Tuesday: I Corinthians 13:1-13
Wednesday: John 6:35-51
Thursday: Matthew 17:14-23
Friday: I Peter 5:1-11
Saturday: Psalm 125:1-5

Monday: I Peter 1:1-11
Tuesday: Luke 2:1-10
Wednesday: Proverbs 2:1-15
Thursday: Romans 15:1-13
Friday: I Thessalonians 5:1-11
Saturday: Psalm 115:1-18

Today (June 20) is Super Sunday. It is also Father’s Day. Where could dad get a better meal than right here after this morning’s service? Plan to stay.

High Seas Adventure Vacation Bible School will be July 26-30. As far as we know it will have nothing to do with BP and the oil spill, but just good fun mixed with learning about God and Jesus.

As you can see, Pam and Tom Kirchner have transformed the foyer into a port of call, with ship and other nautical items.

Erma will be asking for barrels (adopted ones) as well as other items needed.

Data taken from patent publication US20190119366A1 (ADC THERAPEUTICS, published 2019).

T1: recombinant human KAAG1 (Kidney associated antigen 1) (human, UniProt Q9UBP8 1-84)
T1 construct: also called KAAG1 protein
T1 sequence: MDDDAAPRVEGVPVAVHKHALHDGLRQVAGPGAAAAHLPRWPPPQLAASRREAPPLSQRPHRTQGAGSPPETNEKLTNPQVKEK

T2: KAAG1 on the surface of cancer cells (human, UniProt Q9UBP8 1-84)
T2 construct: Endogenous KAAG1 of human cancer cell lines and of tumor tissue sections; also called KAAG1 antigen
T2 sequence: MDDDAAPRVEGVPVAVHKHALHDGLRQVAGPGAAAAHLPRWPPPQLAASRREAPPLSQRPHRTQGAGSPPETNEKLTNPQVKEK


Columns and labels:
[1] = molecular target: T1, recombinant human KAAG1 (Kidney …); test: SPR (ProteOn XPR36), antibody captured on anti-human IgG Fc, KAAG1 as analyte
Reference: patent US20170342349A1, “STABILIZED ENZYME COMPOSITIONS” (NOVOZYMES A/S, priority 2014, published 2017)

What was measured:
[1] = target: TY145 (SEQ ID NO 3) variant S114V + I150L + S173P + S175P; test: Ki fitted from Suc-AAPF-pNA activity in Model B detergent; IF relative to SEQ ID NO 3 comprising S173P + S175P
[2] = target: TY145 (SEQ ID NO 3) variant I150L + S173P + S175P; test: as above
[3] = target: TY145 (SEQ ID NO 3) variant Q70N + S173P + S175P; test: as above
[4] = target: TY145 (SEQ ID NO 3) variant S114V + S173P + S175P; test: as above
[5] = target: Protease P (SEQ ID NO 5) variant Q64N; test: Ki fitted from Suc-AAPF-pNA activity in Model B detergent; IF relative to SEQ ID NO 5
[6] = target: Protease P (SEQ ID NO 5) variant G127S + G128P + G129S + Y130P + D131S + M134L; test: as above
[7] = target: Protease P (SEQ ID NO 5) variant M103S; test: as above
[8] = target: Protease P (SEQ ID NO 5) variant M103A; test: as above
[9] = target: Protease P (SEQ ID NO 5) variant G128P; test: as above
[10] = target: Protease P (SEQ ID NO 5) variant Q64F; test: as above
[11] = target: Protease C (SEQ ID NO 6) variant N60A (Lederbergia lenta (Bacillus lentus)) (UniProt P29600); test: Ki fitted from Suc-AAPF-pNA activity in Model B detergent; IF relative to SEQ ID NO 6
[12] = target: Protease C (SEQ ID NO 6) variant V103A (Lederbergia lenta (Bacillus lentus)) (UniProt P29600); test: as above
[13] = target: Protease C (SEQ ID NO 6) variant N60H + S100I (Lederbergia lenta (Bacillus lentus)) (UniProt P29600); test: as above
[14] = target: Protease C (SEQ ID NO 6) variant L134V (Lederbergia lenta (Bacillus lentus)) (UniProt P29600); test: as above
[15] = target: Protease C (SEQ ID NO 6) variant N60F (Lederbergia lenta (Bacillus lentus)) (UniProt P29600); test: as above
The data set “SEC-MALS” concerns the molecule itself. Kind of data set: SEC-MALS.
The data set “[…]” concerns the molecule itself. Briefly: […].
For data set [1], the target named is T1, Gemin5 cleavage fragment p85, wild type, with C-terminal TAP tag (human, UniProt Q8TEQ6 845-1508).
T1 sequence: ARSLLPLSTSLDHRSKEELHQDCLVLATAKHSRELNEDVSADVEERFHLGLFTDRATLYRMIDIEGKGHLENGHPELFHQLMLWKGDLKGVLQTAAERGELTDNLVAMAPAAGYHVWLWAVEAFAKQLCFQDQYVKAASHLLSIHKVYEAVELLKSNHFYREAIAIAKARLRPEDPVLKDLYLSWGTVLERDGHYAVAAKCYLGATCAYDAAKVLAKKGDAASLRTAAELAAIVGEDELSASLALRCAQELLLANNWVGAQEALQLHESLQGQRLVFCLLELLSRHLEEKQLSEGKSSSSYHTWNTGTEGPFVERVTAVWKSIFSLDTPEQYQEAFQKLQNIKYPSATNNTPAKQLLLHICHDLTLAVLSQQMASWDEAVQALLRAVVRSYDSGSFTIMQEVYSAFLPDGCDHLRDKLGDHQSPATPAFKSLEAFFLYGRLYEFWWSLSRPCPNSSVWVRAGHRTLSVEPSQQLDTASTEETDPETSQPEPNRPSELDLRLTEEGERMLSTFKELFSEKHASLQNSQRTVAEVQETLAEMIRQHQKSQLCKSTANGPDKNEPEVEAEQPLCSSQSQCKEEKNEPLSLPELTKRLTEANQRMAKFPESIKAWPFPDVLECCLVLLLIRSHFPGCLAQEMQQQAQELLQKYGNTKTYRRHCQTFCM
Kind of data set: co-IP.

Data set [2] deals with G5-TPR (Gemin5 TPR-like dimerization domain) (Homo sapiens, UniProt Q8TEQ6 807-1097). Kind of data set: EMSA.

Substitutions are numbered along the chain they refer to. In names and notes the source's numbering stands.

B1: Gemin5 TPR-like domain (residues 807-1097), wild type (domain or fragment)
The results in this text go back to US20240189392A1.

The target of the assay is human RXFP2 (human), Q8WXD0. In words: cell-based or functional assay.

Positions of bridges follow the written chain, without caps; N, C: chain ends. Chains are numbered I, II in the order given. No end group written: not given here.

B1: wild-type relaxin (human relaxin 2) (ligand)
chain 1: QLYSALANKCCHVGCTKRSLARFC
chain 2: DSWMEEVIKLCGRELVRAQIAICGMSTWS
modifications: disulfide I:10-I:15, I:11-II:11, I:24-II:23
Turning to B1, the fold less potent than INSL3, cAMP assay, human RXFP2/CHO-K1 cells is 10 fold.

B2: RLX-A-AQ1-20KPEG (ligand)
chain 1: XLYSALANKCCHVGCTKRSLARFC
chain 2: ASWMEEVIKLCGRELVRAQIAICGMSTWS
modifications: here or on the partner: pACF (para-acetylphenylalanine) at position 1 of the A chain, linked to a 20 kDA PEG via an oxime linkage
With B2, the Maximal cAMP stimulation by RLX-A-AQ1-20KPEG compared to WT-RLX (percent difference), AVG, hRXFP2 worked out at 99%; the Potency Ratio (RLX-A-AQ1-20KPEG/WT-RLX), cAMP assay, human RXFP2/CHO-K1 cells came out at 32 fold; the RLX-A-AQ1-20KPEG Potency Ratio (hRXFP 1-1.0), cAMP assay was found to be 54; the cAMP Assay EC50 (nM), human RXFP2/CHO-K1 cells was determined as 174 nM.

Registration can be done on the church web site,

About the web site: We are not sure if we were “hacked” or if there was a glitch in our server. It seems to be straightened out now, but if you have any trouble, let Keith know. Also, if you are not getting your bulletin via the web page and you were on the e-mailing list, let Keith know.

Thanks to Erma Williams, Wayne and Nathan Flora and Wayne Phlegar for taking the young folks to Carowinds amusement park in Charlotte, NC last week. The young folks had worked on several projects to raise money for the trip, as well as raising money we will be soon sending to a group in Haiti who is rebuilding after the earthquake.

We are getting closer to making the building comfortable on the extra hot days. A plan to cover the large front windows with see-through reflective covering is one possibility. The other is mini-blinds which could be opened or raised and lowered as needed. The temperature in the foyer is about ten degrees hotter than the auditorium. If you have input, see one of the steering committee. We are also getting closer to finding the right speed controls for the fans.